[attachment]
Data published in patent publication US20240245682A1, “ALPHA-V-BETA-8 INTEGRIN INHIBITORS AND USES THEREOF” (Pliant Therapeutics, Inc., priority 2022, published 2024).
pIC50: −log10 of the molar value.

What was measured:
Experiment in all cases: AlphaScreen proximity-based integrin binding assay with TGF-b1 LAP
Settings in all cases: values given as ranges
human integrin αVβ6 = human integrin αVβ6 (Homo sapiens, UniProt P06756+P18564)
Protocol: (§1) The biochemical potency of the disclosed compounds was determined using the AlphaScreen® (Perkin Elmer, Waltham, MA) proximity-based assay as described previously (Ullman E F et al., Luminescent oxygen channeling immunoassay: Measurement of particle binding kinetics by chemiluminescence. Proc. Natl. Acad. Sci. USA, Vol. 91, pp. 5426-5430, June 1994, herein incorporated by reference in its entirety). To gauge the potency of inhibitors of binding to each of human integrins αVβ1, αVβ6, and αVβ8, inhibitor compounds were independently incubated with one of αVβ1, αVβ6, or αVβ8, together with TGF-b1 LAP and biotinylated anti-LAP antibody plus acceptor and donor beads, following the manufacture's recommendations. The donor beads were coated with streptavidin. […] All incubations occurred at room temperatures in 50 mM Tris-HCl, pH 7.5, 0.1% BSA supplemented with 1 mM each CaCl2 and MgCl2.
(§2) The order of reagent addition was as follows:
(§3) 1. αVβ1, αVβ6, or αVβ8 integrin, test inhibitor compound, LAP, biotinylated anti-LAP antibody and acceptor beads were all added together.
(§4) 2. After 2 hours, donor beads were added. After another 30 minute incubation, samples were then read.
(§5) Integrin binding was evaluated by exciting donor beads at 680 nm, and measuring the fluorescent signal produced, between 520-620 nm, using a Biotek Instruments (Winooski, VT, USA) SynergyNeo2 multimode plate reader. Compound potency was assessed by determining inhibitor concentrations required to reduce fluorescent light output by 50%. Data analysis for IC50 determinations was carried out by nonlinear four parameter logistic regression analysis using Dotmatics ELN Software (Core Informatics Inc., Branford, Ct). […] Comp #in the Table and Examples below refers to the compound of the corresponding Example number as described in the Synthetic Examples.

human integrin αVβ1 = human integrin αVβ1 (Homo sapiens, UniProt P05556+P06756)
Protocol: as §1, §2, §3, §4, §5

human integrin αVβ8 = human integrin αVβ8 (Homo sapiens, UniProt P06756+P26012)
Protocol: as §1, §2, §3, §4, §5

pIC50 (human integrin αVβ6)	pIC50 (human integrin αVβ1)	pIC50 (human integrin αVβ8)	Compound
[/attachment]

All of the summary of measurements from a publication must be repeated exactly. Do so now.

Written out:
Data published in patent publication US20240245682A1, “ALPHA-V-BETA-8 INTEGRIN INHIBITORS AND USES THEREOF” (Pliant Therapeutics, Inc., priority 2022, published 2024).
pIC50: −log10 of the molar value.

What was measured:
Experiment in all cases: AlphaScreen proximity-based integrin binding assay with TGF-b1 LAP
Settings in all cases: values given as ranges
human integrin αVβ6 = human integrin αVβ6 (Homo sapiens, UniProt P06756+P18564)
Protocol: (§1) The biochemical potency of the disclosed compounds was determined using the AlphaScreen® (Perkin Elmer, Waltham, MA) proximity-based assay as described previously (Ullman E F et al., Luminescent oxygen channeling immunoassay: Measurement of particle binding kinetics by chemiluminescence. Proc. Natl. Acad. Sci. USA, Vol. 91, pp. 5426-5430, June 1994, herein incorporated by reference in its entirety). To gauge the potency of inhibitors of binding to each of human integrins αVβ1, αVβ6, and αVβ8, inhibitor compounds were independently incubated with one of αVβ1, αVβ6, or αVβ8, together with TGF-b1 LAP and biotinylated anti-LAP antibody plus acceptor and donor beads, following the manufacture's recommendations. The donor beads were coated with streptavidin. […] All incubations occurred at room temperatures in 50 mM Tris-HCl, pH 7.5, 0.1% BSA supplemented with 1 mM each CaCl2 and MgCl2.
(§2) The order of reagent addition was as follows:
(§3) 1. αVβ1, αVβ6, or αVβ8 integrin, test inhibitor compound, LAP, biotinylated anti-LAP antibody and acceptor beads were all added together.
(§4) 2. After 2 hours, donor beads were added. After another 30 minute incubation, samples were then read.
(§5) Integrin binding was evaluated by exciting donor beads at 680 nm, and measuring the fluorescent signal produced, between 520-620 nm, using a Biotek Instruments (Winooski, VT, USA) SynergyNeo2 multimode plate reader. Compound potency was assessed by determining inhibitor concentrations required to reduce fluorescent light output by 50%. Data analysis for IC50 determinations was carried out by nonlinear four parameter logistic regression analysis using Dotmatics ELN Software (Core Informatics Inc., Branford, Ct). […] Comp #in the Table and Examples below refers to the compound of the corresponding Example number as described in the Synthetic Examples.

human integrin αVβ1 = human integrin αVβ1 (Homo sapiens, UniProt P05556+P06756)
Protocol: as §1, §2, §3, §4, §5

human integrin αVβ8 = human integrin αVβ8 (Homo sapiens, UniProt P06756+P26012)
Protocol: as §1, §2, §3, §4, §5

pIC50 (human integrin αVβ6)	pIC50 (human integrin αVβ1)	pIC50 (human integrin αVβ8)	Compound